The consulting firm that advised Washington state on launching its adult-use marijuana market has been tapped to be Maine’s cannabis consultant.

The state Department of Administrative and Financial Services announced Friday that it had selected BOTEC Analysis of Los Angeles to help write the state’s recreational marijuana rules and regulations, and amend some of its medical marijuana rules and regulations. BOTEC was one of five firms to submit proposals for the Maine job, which BOTEC said it could do for $199,900, the lowest of any of the applicants.

Once the state and BOTEC negotiate a contract, the company will be responsible for writing regulations needed to license and regulate adult-use cannabis, which was approved by voters in 2016 and watered down to a more conservative version that was passed over a gubernatorial veto by state lawmakers in May. They will also help enact a new medical marijuana law that will add new dispensaries and map out how caregivers can operate retail stores.

BOTEC is expected to finish writing the rules by the end of April. Some will require lawmakers’ approval, including development of a seed-to-sale tracking system, licensing standards, and penalties and fines for unauthorized conduct. BOTEC also will establish a cannabis testing program, which, as a technical matter, will not require legislative approval.

In its proposal, BOTEC touted itself as the first and most experienced cannabis-policy consultancy in the country. In 2012, it started working for Washington State’s Liquor and Cannabis Board, the first cannabis regulator in the nation. It helped Washington in the design, implementation, administration and enforcement of adult use and medical marijuana policies, and it also has done work for New York, Florida and Canada.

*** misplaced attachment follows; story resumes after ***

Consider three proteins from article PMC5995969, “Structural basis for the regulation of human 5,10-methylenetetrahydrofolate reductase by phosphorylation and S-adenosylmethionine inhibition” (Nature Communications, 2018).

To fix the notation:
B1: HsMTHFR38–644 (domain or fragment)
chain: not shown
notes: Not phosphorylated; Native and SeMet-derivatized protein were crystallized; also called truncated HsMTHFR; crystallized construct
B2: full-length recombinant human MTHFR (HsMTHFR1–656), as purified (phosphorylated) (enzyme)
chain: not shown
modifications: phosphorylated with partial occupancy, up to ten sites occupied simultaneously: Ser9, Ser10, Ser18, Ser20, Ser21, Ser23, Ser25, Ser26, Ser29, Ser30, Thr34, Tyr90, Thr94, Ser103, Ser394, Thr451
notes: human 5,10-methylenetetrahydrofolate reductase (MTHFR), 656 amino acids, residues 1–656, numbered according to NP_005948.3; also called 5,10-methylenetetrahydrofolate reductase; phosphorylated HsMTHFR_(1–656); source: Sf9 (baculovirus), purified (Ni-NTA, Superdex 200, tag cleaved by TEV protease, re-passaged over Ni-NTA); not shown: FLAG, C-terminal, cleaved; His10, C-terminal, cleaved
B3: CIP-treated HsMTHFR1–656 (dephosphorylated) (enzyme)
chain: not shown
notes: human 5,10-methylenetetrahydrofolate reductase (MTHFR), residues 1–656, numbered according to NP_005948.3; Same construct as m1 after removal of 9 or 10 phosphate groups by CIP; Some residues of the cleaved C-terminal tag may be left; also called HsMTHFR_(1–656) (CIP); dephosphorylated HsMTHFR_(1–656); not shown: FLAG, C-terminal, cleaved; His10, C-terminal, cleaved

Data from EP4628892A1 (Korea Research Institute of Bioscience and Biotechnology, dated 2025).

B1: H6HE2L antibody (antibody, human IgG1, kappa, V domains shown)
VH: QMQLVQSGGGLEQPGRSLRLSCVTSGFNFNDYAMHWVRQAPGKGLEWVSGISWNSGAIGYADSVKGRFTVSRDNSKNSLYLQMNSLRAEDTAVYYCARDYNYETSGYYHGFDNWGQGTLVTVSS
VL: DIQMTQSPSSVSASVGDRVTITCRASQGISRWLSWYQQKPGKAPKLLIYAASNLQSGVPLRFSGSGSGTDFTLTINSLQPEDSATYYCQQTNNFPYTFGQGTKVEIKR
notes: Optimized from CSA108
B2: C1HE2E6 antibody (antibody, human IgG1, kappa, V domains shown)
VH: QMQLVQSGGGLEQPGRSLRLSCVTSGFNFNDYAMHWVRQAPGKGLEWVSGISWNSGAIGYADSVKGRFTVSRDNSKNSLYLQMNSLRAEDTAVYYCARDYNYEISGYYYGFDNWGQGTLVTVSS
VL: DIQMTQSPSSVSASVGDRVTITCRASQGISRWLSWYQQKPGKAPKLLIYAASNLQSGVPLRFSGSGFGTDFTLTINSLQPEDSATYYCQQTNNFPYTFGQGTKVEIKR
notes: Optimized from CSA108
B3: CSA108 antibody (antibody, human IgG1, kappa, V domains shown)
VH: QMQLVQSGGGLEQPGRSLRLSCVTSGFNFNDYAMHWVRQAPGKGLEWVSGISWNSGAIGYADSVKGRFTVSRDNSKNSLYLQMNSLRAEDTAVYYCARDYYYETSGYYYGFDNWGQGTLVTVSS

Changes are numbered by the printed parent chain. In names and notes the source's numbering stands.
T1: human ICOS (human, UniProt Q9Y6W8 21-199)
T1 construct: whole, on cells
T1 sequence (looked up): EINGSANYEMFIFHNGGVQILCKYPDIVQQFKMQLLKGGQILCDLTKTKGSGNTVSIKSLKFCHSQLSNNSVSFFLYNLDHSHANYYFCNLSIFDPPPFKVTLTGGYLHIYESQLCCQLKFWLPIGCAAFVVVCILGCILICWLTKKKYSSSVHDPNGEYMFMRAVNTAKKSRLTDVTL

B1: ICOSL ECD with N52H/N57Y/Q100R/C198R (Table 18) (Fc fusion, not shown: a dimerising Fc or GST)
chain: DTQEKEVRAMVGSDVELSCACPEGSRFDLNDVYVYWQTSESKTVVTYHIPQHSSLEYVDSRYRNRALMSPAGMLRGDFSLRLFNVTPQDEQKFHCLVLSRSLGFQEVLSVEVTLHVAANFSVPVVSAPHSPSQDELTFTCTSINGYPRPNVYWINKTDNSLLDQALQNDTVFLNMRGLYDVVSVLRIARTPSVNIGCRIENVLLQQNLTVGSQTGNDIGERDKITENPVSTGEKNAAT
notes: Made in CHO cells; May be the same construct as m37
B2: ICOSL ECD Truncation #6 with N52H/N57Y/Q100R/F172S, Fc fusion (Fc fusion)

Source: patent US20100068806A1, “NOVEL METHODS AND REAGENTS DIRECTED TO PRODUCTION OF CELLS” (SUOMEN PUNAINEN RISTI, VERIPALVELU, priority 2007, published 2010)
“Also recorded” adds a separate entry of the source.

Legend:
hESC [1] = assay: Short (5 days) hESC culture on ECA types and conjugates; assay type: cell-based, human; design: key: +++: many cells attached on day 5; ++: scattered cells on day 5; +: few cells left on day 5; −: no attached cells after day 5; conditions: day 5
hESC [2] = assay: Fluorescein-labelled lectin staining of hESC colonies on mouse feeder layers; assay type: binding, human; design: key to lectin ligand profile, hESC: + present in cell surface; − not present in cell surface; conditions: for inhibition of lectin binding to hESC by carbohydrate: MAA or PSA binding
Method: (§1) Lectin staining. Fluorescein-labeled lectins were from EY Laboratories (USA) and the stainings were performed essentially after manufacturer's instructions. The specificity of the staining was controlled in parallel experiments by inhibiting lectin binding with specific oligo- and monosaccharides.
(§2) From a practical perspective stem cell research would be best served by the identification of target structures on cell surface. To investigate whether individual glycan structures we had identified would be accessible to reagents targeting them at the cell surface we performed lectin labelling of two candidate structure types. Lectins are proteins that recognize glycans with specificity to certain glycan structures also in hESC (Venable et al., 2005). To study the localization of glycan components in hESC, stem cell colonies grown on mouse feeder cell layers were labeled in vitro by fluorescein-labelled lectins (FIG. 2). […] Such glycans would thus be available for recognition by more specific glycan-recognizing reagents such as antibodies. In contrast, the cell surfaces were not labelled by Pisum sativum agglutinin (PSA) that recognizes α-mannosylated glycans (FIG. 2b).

But BOTEC – an anocrym for “back of the envelope calculation” – really made its mark in Washington, where it helped pick a seed-to-sale tracking system, set up the first commercial licensing system, calculate the effect of various tax policies on prices and state revenues, estimate demand for cannabis products and the size and share of medical, recreational and black markets, and identify best practices in cultivation, processing and retail.

A review of the state’s proposal score sheet indicates BOTEC was selected due to its low cost and the strength of its qualifications and experience.

BOTEC scored a 70 out of a possible 100 points, beating out its nearest competitor, Freedman & Koski Inc. of Colorado, by 5.9 points. Freedman & Koski is made up of two principals who helped Colorado launch its recreational marijuana market. Many insiders thought Freedman & Koski would get the consulting job because the Department of Administrative and Financial Services already had hired it to write marijuana testing lab rules and regulations. It offered to take the Maine job for $276,216, the highest of any applicant.

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Freedman & Koski had partnered with Verrill Dana, a Portland law firm, to boost its experience with the state rulemaking process, but that didn’t help it land any of the 10 points available in the proposal scoring process for local business impact. None of the five applicants, which also included Guardian Labs LLC of New Orleans, law firm Barclay Damon of New York and Zoned Properties Inc. of Arizona, received any local preference points.

In a proposal it submitted last year, BOTEC took great pains to note that Maine’s situation is different from Colorado’s. It noted the shortcomings in the Colorado regulatory scheme, and highlighted the rigorous regulatory approach used in certain areas by Washington state, whose system it helped set up. BOTEC principals also have experience in New England, having conducted a 2014 marijuana market study in Vermont while working for Rand Corp.

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